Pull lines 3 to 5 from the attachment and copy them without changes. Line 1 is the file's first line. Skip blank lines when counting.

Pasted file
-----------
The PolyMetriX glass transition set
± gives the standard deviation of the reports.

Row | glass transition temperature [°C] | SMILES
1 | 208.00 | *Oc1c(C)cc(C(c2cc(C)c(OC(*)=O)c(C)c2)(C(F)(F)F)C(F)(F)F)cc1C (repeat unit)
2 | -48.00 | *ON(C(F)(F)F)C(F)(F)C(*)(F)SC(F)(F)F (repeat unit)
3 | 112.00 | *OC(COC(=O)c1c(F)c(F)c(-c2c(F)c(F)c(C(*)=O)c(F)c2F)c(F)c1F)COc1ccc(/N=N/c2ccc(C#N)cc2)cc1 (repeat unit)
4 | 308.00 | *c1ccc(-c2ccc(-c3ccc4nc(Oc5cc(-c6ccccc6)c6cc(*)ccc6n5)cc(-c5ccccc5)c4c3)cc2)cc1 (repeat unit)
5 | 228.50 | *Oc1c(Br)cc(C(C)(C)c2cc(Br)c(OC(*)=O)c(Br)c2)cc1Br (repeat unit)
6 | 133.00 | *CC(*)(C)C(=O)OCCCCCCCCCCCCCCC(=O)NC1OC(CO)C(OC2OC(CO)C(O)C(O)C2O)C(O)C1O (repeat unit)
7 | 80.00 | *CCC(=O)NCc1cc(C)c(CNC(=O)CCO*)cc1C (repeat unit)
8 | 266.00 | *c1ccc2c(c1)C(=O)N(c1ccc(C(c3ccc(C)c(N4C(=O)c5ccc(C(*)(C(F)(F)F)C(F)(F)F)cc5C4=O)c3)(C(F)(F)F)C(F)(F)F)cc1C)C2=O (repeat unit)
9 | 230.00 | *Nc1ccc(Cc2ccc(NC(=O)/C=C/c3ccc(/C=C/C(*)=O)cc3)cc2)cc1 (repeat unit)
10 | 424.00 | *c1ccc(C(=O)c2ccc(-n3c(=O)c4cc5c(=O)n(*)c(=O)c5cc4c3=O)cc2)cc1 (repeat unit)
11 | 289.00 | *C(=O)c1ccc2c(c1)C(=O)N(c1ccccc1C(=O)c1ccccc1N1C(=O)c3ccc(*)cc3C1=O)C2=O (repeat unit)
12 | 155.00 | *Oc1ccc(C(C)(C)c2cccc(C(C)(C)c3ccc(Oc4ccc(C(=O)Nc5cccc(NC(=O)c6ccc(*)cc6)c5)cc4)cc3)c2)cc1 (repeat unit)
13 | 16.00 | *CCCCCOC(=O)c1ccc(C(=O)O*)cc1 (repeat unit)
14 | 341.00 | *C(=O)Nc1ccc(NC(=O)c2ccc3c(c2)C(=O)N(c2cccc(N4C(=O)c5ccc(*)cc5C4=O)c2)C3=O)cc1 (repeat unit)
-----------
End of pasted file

Row | glass transition temperature [°C] | SMILES
1 | 208.00 | *Oc1c(C)cc(C(c2cc(C)c(OC(*)=O)c(C)c2)(C(F)(F)F)C(F)(F)F)cc1C (repeat unit)
2 | -48.00 | *ON(C(F)(F)F)C(F)(F)C(*)(F)SC(F)(F)F (repeat unit)